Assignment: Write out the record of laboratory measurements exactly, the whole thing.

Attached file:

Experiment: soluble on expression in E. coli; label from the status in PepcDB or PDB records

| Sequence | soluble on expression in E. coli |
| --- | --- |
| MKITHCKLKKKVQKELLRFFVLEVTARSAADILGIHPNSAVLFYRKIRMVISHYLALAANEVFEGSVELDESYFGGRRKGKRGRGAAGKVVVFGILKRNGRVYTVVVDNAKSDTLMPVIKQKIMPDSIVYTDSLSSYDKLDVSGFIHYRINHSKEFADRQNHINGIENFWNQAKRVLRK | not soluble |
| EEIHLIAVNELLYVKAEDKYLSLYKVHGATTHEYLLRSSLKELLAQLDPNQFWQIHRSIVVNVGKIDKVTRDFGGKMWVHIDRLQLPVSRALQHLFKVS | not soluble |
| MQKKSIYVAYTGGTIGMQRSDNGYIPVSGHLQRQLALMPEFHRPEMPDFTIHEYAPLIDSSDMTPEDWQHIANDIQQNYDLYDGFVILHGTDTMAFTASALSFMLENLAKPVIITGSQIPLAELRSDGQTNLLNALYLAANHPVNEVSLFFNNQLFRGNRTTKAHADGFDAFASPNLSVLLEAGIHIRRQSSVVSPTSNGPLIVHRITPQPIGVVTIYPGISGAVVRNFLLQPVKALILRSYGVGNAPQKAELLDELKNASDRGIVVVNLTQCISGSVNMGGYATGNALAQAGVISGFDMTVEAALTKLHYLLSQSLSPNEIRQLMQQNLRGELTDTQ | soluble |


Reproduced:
Experiment: soluble on expression in E. coli; label from the status in PepcDB or PDB records

| Sequence | soluble on expression in E. coli |
| --- | --- |
| MKITHCKLKKKVQKELLRFFVLEVTARSAADILGIHPNSAVLFYRKIRMVISHYLALAANEVFEGSVELDESYFGGRRKGKRGRGAAGKVVVFGILKRNGRVYTVVVDNAKSDTLMPVIKQKIMPDSIVYTDSLSSYDKLDVSGFIHYRINHSKEFADRQNHINGIENFWNQAKRVLRK | not soluble |
| EEIHLIAVNELLYVKAEDKYLSLYKVHGATTHEYLLRSSLKELLAQLDPNQFWQIHRSIVVNVGKIDKVTRDFGGKMWVHIDRLQLPVSRALQHLFKVS | not soluble |
| MQKKSIYVAYTGGTIGMQRSDNGYIPVSGHLQRQLALMPEFHRPEMPDFTIHEYAPLIDSSDMTPEDWQHIANDIQQNYDLYDGFVILHGTDTMAFTASALSFMLENLAKPVIITGSQIPLAELRSDGQTNLLNALYLAANHPVNEVSLFFNNQLFRGNRTTKAHADGFDAFASPNLSVLLEAGIHIRRQSSVVSPTSNGPLIVHRITPQPIGVVTIYPGISGAVVRNFLLQPVKALILRSYGVGNAPQKAELLDELKNASDRGIVVVNLTQCISGSVNMGGYATGNALAQAGVISGFDMTVEAALTKLHYLLSQSLSPNEIRQLMQQNLRGELTDTQ | soluble |